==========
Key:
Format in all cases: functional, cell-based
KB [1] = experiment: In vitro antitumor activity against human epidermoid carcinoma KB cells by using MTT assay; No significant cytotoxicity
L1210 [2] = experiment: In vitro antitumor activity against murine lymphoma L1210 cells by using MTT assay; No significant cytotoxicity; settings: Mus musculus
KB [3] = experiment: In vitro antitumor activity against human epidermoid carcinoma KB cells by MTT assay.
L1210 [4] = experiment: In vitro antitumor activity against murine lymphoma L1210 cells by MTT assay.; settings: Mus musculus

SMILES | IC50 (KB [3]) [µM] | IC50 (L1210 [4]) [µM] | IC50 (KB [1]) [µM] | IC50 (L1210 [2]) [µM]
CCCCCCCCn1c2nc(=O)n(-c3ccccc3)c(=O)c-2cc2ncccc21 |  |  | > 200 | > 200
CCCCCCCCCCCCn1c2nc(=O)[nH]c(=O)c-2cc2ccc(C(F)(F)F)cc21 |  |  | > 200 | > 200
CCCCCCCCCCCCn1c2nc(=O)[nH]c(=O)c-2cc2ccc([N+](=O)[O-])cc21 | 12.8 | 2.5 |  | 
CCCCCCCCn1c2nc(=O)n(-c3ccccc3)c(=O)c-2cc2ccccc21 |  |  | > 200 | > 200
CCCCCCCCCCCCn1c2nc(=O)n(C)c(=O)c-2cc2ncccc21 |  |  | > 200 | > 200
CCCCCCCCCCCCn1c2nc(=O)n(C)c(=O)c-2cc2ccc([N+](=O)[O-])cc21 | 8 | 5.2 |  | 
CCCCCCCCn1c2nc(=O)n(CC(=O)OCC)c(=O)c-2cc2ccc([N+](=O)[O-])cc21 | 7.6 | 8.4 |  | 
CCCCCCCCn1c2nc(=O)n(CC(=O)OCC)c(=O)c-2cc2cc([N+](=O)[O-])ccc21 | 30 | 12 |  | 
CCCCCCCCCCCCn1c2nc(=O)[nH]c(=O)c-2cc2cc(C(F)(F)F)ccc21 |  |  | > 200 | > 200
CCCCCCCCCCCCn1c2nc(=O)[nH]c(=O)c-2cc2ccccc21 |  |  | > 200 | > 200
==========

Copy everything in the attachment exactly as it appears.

Key:
Format in all cases: functional, cell-based
KB [1] = experiment: In vitro antitumor activity against human epidermoid carcinoma KB cells by using MTT assay; No significant cytotoxicity
L1210 [2] = experiment: In vitro antitumor activity against murine lymphoma L1210 cells by using MTT assay; No significant cytotoxicity; settings: Mus musculus
KB [3] = experiment: In vitro antitumor activity against human epidermoid carcinoma KB cells by MTT assay.
L1210 [4] = experiment: In vitro antitumor activity against murine lymphoma L1210 cells by MTT assay.; settings: Mus musculus

SMILES | IC50 (KB [3]) [µM] | IC50 (L1210 [4]) [µM] | IC50 (KB [1]) [µM] | IC50 (L1210 [2]) [µM]
CCCCCCCCn1c2nc(=O)n(-c3ccccc3)c(=O)c-2cc2ncccc21 |  |  | > 200 | > 200
CCCCCCCCCCCCn1c2nc(=O)[nH]c(=O)c-2cc2ccc(C(F)(F)F)cc21 |  |  | > 200 | > 200
CCCCCCCCCCCCn1c2nc(=O)[nH]c(=O)c-2cc2ccc([N+](=O)[O-])cc21 | 12.8 | 2.5 |  | 
CCCCCCCCn1c2nc(=O)n(-c3ccccc3)c(=O)c-2cc2ccccc21 |  |  | > 200 | > 200
CCCCCCCCCCCCn1c2nc(=O)n(C)c(=O)c-2cc2ncccc21 |  |  | > 200 | > 200
CCCCCCCCCCCCn1c2nc(=O)n(C)c(=O)c-2cc2ccc([N+](=O)[O-])cc21 | 8 | 5.2 |  | 
CCCCCCCCn1c2nc(=O)n(CC(=O)OCC)c(=O)c-2cc2ccc([N+](=O)[O-])cc21 | 7.6 | 8.4 |  | 
CCCCCCCCn1c2nc(=O)n(CC(=O)OCC)c(=O)c-2cc2cc([N+](=O)[O-])ccc21 | 30 | 12 |  | 
CCCCCCCCCCCCn1c2nc(=O)[nH]c(=O)c-2cc2cc(C(F)(F)F)ccc21 |  |  | > 200 | > 200
CCCCCCCCCCCCn1c2nc(=O)[nH]c(=O)c-2cc2ccccc21 |  |  | > 200 | > 200